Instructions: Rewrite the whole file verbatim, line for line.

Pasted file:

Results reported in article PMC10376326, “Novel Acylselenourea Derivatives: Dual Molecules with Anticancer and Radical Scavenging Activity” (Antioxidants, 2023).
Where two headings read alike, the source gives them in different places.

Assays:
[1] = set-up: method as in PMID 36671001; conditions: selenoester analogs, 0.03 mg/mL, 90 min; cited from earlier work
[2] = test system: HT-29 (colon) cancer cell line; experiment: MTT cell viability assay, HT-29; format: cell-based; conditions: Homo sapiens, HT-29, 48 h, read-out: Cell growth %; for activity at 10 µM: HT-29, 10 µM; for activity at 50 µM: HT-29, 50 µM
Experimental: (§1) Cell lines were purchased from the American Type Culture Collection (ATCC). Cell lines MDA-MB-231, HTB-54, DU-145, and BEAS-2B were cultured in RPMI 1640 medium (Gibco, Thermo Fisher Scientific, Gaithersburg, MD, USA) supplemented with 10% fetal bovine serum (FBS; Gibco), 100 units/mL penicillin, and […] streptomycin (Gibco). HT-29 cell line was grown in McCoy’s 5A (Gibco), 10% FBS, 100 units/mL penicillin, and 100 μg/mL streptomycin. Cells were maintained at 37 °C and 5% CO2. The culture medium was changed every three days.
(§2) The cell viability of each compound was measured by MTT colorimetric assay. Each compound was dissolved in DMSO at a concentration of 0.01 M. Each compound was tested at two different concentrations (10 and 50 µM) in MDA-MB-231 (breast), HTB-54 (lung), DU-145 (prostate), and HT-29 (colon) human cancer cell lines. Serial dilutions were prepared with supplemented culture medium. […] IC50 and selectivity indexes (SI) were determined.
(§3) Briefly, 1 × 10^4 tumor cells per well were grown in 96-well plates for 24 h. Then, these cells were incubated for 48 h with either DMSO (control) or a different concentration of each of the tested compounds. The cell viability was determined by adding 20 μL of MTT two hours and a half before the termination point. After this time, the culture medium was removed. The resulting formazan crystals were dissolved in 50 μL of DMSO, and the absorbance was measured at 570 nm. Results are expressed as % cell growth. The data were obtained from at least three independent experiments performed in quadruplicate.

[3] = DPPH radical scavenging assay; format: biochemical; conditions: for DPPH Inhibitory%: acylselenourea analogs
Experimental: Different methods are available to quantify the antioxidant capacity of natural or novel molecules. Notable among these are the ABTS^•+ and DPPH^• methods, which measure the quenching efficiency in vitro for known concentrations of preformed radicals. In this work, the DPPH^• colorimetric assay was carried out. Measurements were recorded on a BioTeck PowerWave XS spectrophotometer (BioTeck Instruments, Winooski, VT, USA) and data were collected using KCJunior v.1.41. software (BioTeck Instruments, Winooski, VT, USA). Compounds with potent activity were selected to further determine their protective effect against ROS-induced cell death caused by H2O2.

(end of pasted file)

Results reported in article PMC10376326, “Novel Acylselenourea Derivatives: Dual Molecules with Anticancer and Radical Scavenging Activity” (Antioxidants, 2023).
Where two headings read alike, the source gives them in different places.

Assays:
[1] = set-up: method as in PMID 36671001; conditions: selenoester analogs, 0.03 mg/mL, 90 min; cited from earlier work
[2] = test system: HT-29 (colon) cancer cell line; experiment: MTT cell viability assay, HT-29; format: cell-based; conditions: Homo sapiens, HT-29, 48 h, read-out: Cell growth %; for activity at 10 µM: HT-29, 10 µM; for activity at 50 µM: HT-29, 50 µM
Experimental: (§1) Cell lines were purchased from the American Type Culture Collection (ATCC). Cell lines MDA-MB-231, HTB-54, DU-145, and BEAS-2B were cultured in RPMI 1640 medium (Gibco, Thermo Fisher Scientific, Gaithersburg, MD, USA) supplemented with 10% fetal bovine serum (FBS; Gibco), 100 units/mL penicillin, and […] streptomycin (Gibco). HT-29 cell line was grown in McCoy’s 5A (Gibco), 10% FBS, 100 units/mL penicillin, and 100 μg/mL streptomycin. Cells were maintained at 37 °C and 5% CO2. The culture medium was changed every three days.
(§2) The cell viability of each compound was measured by MTT colorimetric assay. Each compound was dissolved in DMSO at a concentration of 0.01 M. Each compound was tested at two different concentrations (10 and 50 µM) in MDA-MB-231 (breast), HTB-54 (lung), DU-145 (prostate), and HT-29 (colon) human cancer cell lines. Serial dilutions were prepared with supplemented culture medium. […] IC50 and selectivity indexes (SI) were determined.
(§3) Briefly, 1 × 10^4 tumor cells per well were grown in 96-well plates for 24 h. Then, these cells were incubated for 48 h with either DMSO (control) or a different concentration of each of the tested compounds. The cell viability was determined by adding 20 μL of MTT two hours and a half before the termination point. After this time, the culture medium was removed. The resulting formazan crystals were dissolved in 50 μL of DMSO, and the absorbance was measured at 570 nm. Results are expressed as % cell growth. The data were obtained from at least three independent experiments performed in quadruplicate.

[3] = DPPH radical scavenging assay; format: biochemical; conditions: for DPPH Inhibitory%: acylselenourea analogs
Experimental: Different methods are available to quantify the antioxidant capacity of natural or novel molecules. Notable among these are the ABTS^•+ and DPPH^• methods, which measure the quenching efficiency in vitro for known concentrations of preformed radicals. In this work, the DPPH^• colorimetric assay was carried out. Measurements were recorded on a BioTeck PowerWave XS spectrophotometer (BioTeck Instruments, Winooski, VT, USA) and data were collected using KCJunior v.1.41. software (BioTeck Instruments, Winooski, VT, USA). Compounds with potent activity were selected to further determine their protective effect against ROS-induced cell death caused by H2O2.